The Mommy Wars

Why feminists and conservatives just don't get modern motherhood.

If there is a "Mommy War" going on between mothers who go to work and mothers who stay home, Debra Cermele Ross isn't sure on which side she belongs. Ross, 30, is founder and president of Axton Enterprises, a company that provides technology consulting services to mail-order businesses. She became a first-time mother last September. She is her family's primary breadwinner, yet she doesn't think of herself as "working outside the home." Ross' office is attached to her house in Rochester, New York. For part of the day, a nanny comes in to care for her daughter Madison and for Alex, the 18-month-old son of her business partner Carole Ann Price; but except for occasional day trips on business, Ross is never far away.

"I'm amazed that it is still usually presented as this dichotomy--working-outside-the-home mothers vs. stay-at-home mothers," says Ross. Yet in the public debate, the dichotomy lives on, and so does polarization along familiar political lines.

About a year ago, when the journal Developmental Psychology published a study concluding that children do not suffer when their mothers work, virtually everyone followed the usual "Mommy Wars" script. Liberal newspapers like The Washington Post and The Boston Globe put the story on their front pages, under such headlines as "Mothers' Employment Works for Children" and "Study Supports Working Moms." Then, conservatives rushed in to attack the good news. Some argued that the study's validity was compromised by a skewed sample with a disproportionate number of young, low-income single mothers. But the conservative reaction went beyond a methodological critique.

Psychologist Diane Fisher, a board member of the right-of-center Independent Women's Forum, suggested that the positive headlines were dangerous and could have a "life-changing impact" on young children, presumably by encouraging their mothers to stampede to the office. Syndicated columnist Tony Snow accused the press of "dissing at-home moms" while giving selfish yuppie parents carte blanche to "stash their kids in day-care centers ...the way one might board a poodle."

In mainstream liberal opinion, support for full-time mothering is usually equated with naive nostalgia, while working mothers are often portrayed as victims of sexism, culturally imposed guilt, and benighted public policies. Most champions of working women--from the National Organization for Women to Hillary Rodham Clinton to columnist Ellen Goodman--share the assumption that for women to balance careers and motherhood, "society" (read: "government") will have to help out. In a way, their approach hasn't evolved much since Simone de Beauvoir curtly stated in The Second Sex (1948) that in a "properly organized society...children would be largely taken in charge by the community," freeing women from domestic bondage.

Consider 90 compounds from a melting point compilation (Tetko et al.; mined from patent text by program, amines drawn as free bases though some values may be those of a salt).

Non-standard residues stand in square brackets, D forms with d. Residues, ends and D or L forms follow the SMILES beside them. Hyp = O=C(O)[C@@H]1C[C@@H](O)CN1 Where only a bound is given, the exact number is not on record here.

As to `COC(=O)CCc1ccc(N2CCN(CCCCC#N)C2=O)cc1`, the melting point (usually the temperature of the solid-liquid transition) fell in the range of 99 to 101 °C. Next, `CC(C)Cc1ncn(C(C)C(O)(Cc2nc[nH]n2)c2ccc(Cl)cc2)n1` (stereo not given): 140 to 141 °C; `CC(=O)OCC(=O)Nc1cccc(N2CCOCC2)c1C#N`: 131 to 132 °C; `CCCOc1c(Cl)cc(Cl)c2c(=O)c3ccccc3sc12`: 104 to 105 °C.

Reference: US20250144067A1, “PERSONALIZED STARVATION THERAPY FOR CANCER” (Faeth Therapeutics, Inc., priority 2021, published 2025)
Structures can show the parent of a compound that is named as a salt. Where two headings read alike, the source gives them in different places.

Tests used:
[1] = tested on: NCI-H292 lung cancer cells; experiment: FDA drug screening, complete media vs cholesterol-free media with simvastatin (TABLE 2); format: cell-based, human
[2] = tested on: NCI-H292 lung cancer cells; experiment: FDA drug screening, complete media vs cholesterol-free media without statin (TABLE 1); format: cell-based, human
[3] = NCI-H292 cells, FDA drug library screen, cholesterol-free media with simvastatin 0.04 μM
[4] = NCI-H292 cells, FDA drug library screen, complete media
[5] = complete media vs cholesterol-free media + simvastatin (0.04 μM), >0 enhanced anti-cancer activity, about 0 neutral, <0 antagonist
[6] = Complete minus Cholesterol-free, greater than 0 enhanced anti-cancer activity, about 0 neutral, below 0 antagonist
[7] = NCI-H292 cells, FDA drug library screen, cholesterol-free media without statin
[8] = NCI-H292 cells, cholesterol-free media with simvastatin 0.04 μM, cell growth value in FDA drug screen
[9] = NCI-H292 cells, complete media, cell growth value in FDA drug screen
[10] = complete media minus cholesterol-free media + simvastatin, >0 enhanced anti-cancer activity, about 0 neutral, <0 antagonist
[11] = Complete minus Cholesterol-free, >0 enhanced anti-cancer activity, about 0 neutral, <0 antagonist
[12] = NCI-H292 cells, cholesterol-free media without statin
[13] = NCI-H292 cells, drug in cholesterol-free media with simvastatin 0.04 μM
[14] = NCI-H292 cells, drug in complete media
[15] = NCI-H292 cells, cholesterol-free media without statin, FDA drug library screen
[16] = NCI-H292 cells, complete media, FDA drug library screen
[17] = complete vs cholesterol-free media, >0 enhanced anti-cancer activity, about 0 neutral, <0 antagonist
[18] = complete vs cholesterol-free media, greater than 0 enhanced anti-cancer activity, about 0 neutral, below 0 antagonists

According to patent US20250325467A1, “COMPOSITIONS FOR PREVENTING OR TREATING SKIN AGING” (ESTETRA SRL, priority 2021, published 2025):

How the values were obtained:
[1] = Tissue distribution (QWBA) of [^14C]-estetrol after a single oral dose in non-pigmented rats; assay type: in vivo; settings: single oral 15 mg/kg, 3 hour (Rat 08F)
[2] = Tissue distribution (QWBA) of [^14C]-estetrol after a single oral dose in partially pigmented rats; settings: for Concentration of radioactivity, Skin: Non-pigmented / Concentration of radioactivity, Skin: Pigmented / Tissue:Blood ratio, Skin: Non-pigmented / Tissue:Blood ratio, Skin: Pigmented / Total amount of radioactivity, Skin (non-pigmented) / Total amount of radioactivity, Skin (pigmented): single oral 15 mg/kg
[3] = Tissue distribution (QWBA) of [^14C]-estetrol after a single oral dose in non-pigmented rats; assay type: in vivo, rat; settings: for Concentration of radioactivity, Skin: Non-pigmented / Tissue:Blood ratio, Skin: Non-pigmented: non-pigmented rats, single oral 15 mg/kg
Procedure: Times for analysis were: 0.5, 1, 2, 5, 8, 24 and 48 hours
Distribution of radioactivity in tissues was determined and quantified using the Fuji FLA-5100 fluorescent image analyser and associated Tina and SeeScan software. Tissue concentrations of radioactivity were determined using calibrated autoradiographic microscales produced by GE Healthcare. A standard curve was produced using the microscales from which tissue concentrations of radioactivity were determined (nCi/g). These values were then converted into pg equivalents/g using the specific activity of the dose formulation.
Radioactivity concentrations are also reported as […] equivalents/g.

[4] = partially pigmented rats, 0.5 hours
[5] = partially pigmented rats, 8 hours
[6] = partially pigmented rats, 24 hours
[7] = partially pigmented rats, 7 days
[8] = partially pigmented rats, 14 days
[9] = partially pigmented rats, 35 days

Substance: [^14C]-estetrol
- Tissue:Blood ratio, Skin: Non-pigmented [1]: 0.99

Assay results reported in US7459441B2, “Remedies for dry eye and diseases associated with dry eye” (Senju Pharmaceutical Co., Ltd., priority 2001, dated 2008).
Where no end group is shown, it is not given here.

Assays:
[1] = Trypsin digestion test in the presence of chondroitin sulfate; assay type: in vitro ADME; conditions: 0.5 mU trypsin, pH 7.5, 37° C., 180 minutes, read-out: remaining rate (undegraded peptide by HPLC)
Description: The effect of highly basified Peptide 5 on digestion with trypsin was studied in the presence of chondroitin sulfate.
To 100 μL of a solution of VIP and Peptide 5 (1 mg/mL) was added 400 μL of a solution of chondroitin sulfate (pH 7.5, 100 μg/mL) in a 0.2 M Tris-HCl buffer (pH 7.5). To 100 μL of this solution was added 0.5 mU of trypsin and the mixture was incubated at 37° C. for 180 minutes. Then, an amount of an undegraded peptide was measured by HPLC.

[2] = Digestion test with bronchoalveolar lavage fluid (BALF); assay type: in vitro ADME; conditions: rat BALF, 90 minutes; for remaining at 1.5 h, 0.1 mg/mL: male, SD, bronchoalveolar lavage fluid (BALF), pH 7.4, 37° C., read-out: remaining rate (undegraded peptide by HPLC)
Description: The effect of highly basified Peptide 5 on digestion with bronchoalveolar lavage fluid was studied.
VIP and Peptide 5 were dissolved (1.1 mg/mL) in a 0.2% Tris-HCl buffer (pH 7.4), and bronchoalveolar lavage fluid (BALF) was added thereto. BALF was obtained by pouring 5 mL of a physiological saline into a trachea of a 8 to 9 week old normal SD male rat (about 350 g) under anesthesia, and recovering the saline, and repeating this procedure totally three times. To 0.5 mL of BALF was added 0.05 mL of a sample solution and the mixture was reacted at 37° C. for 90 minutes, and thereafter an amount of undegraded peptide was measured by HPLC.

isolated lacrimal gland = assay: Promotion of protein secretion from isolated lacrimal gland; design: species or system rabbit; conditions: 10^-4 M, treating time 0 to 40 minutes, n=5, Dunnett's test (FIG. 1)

The views expressed at a recent New York conference on work and family life, held by the Cornell University Institute on Women and Work, were typical of this liberal feminist consensus. Women's movement matriarch Betty Friedan spoke in favor of "compulsory preschool" for 2-year-olds and deplored the lack of an organized political push for national daycare. (She even suggested that feminists should have demanded an executive order creating such a program from Clinton, in exchange for their loyalty during the presidential sex scandals.) Virtually everyone on the panel shared Friedan's impatience with most Americans' stubborn insistence on treating work-family issues as "personal issues," along with her conviction that women's struggle for equality would not be complete until these misguided attitudes changed.

If feminists go back and forth between depicting working mothers as heroines and as victims, conservatives go back and forth between depicting them as victims forced into the labor force by feminist bullying and high taxes, and as villains who put their personal fulfillment above their children's well-being. In a 1995 op-ed in The Wall Street Journal, Arizona assistant attorney general Andrew Peyton Thomas castigated career-minded parents who put their children in daycare. Thomas called them "more respectable, less violent versions of Susan Smith," the North Carolina woman who drowned her two sons in a lake because they were interfering with her post-divorce love life.

Perhaps out of deference to contemporary reality, many conservatives hesitate to declare categorically that mothers should not work. Instead, they say that a career should be a matter of free choice, that full-time mothering should be respected and supported through tax cuts, or maybe taxpayer subsidies. But the right's defense of the choice to stay home often morphs into an indictment of mothers who don't make that choice.